Heaven Up Here is the second album by the English post-punk band Echo & the Bunnymen, released on 30 May 1981. In June 1981, Heaven Up Here became Echo & the Bunnymen's first Top 10 release when it reached number 10 on the UK Albums Chart. A generally well received album by fans in the United Kingdom and by critics, Heaven Up Here won the "Best Dressed LP" and "Best Album" awards at the 1981 NME Awards. The album has also been listed at number 471 in Rolling Stone magazine's list of the 500 greatest albums of all time.
Echo & the Bunnymen caught the group at a fortuitous career juncture; the clutch of songs here were among the hookiest and most memorable the band would ever write, while the arrangements are noticeably clean and punchy, mostly eliminating strings and similar clutter to focus almost exclusively on guitars, keyboards, drums, and occasional percussion touches…
After they reunited in the mid-'90s, Echo & the Bunnymen cranked out album after album of decent-to-good material, spotlighting Ian McCulloch's ageless vocals and the band's sure way with a dramatic hook. For 2014's Meteorites, the duo of McCulloch and guitarist Will Sergeant turned to legendary producer Youth to help guide the album, and came up with a record that compares favorably to the best work of their original run in the '80s.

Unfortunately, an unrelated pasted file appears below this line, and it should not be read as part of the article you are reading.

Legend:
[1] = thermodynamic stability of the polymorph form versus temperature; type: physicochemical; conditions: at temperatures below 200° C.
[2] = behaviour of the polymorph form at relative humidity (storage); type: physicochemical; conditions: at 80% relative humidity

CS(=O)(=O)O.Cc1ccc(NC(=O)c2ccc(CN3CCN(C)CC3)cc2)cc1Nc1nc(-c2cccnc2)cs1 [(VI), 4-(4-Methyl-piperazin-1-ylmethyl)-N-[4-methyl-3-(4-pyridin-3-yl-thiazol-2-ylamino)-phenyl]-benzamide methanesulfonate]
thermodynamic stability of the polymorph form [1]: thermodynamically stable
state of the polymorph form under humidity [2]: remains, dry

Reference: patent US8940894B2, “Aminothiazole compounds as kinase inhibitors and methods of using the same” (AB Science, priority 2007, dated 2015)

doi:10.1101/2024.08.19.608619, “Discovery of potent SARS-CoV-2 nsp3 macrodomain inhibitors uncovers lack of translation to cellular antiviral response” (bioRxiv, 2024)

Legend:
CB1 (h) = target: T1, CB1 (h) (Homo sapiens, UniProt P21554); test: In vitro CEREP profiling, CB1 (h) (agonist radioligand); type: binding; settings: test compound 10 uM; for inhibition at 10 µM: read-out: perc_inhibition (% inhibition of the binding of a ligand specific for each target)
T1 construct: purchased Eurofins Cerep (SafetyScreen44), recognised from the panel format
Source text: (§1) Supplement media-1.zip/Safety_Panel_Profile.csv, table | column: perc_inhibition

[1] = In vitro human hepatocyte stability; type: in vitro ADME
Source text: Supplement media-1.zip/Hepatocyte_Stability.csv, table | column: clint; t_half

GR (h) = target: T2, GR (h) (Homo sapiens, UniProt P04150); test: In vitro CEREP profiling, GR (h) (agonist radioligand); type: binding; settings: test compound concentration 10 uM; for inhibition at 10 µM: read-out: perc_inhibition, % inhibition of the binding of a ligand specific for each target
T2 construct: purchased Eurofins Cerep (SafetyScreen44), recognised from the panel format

Emerging from Liverpool, England in 1980, Echo and the Bunnymen were hailed as the vanguard of a new psychedelic-rock movement. While vocalist Ian McCulloch's cryptic lyrics and Will Sergeant's colorful guitar arrangements do evoke the dark, brooding intensity of '60s groups like the Doors, Echo and the Bunnymen owed more to English post-punk than '60s rock. Featuring songs that range from the supercharged three-chord garage rock of "Do It Clean" and the crashing album opener, "Going Up," to the hazy neo-psychedelia of "Villiers Terrace" and "Pictures on My Wall," CROCODILES is a remarkably good debut, one that established Echo and the Bunnymen as one of most creative and charismatic English rock bands of the '80s.
Evergreen is the seventh studio album by the English rock band Echo & the Bunnymen. It is their first album since reforming after they disbanded in 1993. Vocalist Ian McCulloch and guitarist Will Sergeant had previously worked together as Electrafixion before they were rejoined by bassist Les Pattinson under the name Echo & the Bunnymen in early 1997. The album was recorded at Doghouse Studios in Henley-on-Thames and was produced by McCulloch and the band's manager Paul Toogood but was credited to the whole band.
The answer is a resounding yes – Echo & the Bunnymen's Crystal Days: 1979-1999, a four-disc set boasting a great built-in book with a biography and track-by-track commentary, is worth every penny. Through 71 tracks, it does an excellent job by catering to the longtime fan and merely curious, running through all the hits and selecting standout album tracks, rarities, and unreleased curiosities, all worthwhile. The very fact that compilation producer Andy Zax was driven to put this project into motion after realizing he just had to find a way to get stellar B-sides like the Velvets-meets-Byrds heaven of "Angels and Devils" and the Peel Session version of the experimental "No Hands" into circulation tells you right off that you're in good hands.
What Are You Going to Do with Your Life? is the eighth studio album by the British rock band Echo & the Bunnymen. The album saw the departure of bassist Les Pattinson from the group, partly due to disagreements with vocalist Ian McCulloch; McCulloch and the remaining band member, guitarist Will Sergeant, subsequently recorded the record with session musicians.